After two enormously successful weeks on the air, there is only one question millions of viewers should have for NBC–why was American Gladiators on an 11-year hiatus? The American Gladiator revolution is here. The show has been rescued from oblivion, enhanced and (most importantly for NBC) it’s receiving top billing in the rating department, with 10.7 million viewers tuning in at the 8 p.m. slot this past Monday night.
After two enormously successful weeks on the air, there is only one question millions of viewers should have for NBC–why was American Gladiators on an 11-year hiatus?
The American Gladiator revolution is here. The show has been rescued from oblivion, enhanced and (most importantly for NBC) it’s receiving top billing in the rating department, with 10.7 million viewers tuning in at the 8 p.m. slot this past Monday night.
And why wouldn’t Gladiator maniacs around the country be stoked? American Gladiators is like a hybrid of The World’s Strongest Man competition, hardnosed football and a sick, twisted version of the Miss America beauty pageant.
American Gladiators is jam packed with all of America’s favorites: bone-crushing hits, exemplary athletic ability, heated competition, a huge cash prize, supermodel-caliber women and artificially-created muscle-bound men.
Forget about the fact that all the so-called gladiators are pumped up on so many steroids their heads might explode at any second. Forget that hosts Hulk Hogan and Laila Ali appear about as natural and fluid on camera as a robot trying to belt out the national anthem before an NBA game. Forget all that. This show is the ultimate blend between reality TV and sports entertainment. And, like the rest of America, I love it.
Like the old American Gladiators, the newest version pits two contestants against one another in a series of physically straining challenges. Contestants face off in challenges to accumulate points that give them a head start in the final mega-challenge: the “Eliminator.” Whichever contestant crosses the finish line of the Eliminator first moves on to the next round in hopes of becoming this season’s champion gladiator.
Now, the original American Gladiators was a bona fide hit. No one is arguing that point. But so far, this new, revamped version has certainly raised the bar.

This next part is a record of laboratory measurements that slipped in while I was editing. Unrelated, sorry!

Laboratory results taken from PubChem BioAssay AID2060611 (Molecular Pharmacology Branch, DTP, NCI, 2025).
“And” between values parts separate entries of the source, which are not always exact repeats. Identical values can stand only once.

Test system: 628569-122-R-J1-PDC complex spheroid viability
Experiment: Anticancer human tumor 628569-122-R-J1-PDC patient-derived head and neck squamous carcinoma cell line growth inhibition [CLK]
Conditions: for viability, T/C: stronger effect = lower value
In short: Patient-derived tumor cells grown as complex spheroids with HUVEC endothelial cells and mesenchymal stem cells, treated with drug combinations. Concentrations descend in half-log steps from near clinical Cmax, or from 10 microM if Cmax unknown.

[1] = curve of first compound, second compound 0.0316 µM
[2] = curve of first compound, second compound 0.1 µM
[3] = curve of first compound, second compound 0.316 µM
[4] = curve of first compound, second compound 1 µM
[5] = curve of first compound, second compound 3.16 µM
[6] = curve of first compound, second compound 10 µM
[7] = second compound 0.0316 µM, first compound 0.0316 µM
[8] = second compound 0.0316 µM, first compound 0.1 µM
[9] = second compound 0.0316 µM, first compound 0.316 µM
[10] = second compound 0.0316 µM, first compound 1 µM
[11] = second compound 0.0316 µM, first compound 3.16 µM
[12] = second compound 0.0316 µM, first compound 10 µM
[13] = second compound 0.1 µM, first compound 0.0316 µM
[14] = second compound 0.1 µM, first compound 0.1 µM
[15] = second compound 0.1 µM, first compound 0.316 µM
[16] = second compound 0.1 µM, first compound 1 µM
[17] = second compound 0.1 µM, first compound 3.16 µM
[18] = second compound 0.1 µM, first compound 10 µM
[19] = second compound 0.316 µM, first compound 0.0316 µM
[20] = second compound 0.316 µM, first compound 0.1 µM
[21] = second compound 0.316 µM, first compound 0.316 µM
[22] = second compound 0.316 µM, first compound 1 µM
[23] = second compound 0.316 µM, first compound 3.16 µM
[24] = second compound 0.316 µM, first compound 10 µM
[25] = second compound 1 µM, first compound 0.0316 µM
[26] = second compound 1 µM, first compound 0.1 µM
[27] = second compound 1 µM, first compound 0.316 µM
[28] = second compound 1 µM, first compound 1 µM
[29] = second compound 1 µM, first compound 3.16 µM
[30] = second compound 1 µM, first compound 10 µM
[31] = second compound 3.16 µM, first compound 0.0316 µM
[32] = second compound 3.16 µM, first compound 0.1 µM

Some challenges like “Assault,” “Power Ball,” “Joust” and “Hang Tough” are holdovers from the original version. But they’ve been spiced up with a touch of water, as the loser of “Hang Tough” and “Joust” takes a frightening plummet into a post-duel bath.
“Assault” has added a liquid twist too, as witnessed on Monday’s episode. During the challenge, fierce, robust gladiator Hellga was catapulted about 30 feet into a drink of water after one of the contestants shot a bull’s eye with a tennis ball on the target below her platform. It was absolutely hilarious to watch a rough, tough gladiator like Hellga helplessly soar through the air before splashing into the water.
In addition to the enhanced favorites, a cluster of new challenges have been introduced to this version of American Gladiators.
“Earthquake” features a contestant-gladiator grappling match on a 12-foot platform raised above the arena floor, and the first one to throw his or her competitor off wins.
The only possible training for the new challenge “Hit and Run” is running from the cops while constantly dodging falling meteorites, because contestants are to cross a bridge while four gladiators viciously throw 100-pound demolition balls in an attempt to knock them off. Each time a contestant reaches the other side he or she is awarded two points.
“Pyramid” best demonstrates the difference is strength between the synthetically gifted gladiators and only physically fit contestants. Gladiators start at the top of the 35-foot, padded pyramid awaiting the contestants. When contestants near the peak to garner points, gladiators aggressively toss them back down to the bottom in a tumbling heap.
Once all the preliminary challenges are completed, the world of American Gladiators stops for the “Eliminator,” an extreme, pushing-the-body-to-the-limit obstacle course. The “Eliminator” includes swimming under huge flames, scaling a 35-foot pyramid and a reverse escalator that halts many fatigued contestants in their tracks. The first competitor to break through the wall and finish the “Eliminator” wins, advancing to the next round of the tournament.
With all that said about this exhilarating, action-packed show, once again, why was it off the airwaves for over a decade? Who knows, but we should all be glad it has returned.